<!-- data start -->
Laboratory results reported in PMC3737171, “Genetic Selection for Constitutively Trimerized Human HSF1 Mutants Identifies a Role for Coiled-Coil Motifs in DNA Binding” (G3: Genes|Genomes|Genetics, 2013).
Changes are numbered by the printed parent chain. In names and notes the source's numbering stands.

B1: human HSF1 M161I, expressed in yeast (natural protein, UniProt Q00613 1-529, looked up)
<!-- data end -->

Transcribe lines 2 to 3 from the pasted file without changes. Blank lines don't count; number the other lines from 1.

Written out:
Changes are numbered by the printed parent chain. In names and notes the source's numbering stands.

B1: human HSF1 M161I, expressed in yeast (natural protein, UniProt Q00613 1-529, looked up)